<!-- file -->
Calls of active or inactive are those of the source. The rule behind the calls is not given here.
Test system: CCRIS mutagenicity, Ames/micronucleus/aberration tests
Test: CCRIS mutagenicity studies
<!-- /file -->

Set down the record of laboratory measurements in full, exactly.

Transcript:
Calls of active or inactive are those of the source. The rule behind the calls is not given here.
Test system: CCRIS mutagenicity, Ames/micronucleus/aberration tests
Test: CCRIS mutagenicity studies